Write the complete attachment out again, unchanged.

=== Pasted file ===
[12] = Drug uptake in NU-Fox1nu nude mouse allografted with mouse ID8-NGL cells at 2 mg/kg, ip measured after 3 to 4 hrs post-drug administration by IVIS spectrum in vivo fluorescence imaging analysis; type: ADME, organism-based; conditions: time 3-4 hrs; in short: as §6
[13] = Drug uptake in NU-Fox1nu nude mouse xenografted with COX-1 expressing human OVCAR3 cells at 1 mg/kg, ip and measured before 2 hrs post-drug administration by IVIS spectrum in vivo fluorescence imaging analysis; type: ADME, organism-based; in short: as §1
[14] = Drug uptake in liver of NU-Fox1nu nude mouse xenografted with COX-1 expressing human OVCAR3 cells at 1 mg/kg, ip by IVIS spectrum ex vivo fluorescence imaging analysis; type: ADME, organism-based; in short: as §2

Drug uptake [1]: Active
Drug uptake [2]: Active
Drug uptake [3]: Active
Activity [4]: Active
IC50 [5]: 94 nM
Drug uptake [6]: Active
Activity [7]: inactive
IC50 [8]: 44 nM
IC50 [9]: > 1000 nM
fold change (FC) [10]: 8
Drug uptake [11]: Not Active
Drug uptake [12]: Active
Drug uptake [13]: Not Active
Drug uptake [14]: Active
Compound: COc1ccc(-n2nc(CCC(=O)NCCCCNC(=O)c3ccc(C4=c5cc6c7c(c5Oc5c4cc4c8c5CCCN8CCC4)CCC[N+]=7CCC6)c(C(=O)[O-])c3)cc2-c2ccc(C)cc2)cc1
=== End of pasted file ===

[12] = Drug uptake in NU-Fox1nu nude mouse allografted with mouse ID8-NGL cells at 2 mg/kg, ip measured after 3 to 4 hrs post-drug administration by IVIS spectrum in vivo fluorescence imaging analysis; type: ADME, organism-based; conditions: time 3-4 hrs; in short: as §6
[13] = Drug uptake in NU-Fox1nu nude mouse xenografted with COX-1 expressing human OVCAR3 cells at 1 mg/kg, ip and measured before 2 hrs post-drug administration by IVIS spectrum in vivo fluorescence imaging analysis; type: ADME, organism-based; in short: as §1
[14] = Drug uptake in liver of NU-Fox1nu nude mouse xenografted with COX-1 expressing human OVCAR3 cells at 1 mg/kg, ip by IVIS spectrum ex vivo fluorescence imaging analysis; type: ADME, organism-based; in short: as §2

Drug uptake [1]: Active
Drug uptake [2]: Active
Drug uptake [3]: Active
Activity [4]: Active
IC50 [5]: 94 nM
Drug uptake [6]: Active
Activity [7]: inactive
IC50 [8]: 44 nM
IC50 [9]: > 1000 nM
fold change (FC) [10]: 8
Drug uptake [11]: Not Active
Drug uptake [12]: Active
Drug uptake [13]: Not Active
Drug uptake [14]: Active
Compound: COc1ccc(-n2nc(CCC(=O)NCCCCNC(=O)c3ccc(C4=c5cc6c7c(c5Oc5c4cc4c8c5CCCN8CCC4)CCC[N+]=7CCC6)c(C(=O)[O-])c3)cc2-c2ccc(C)cc2)cc1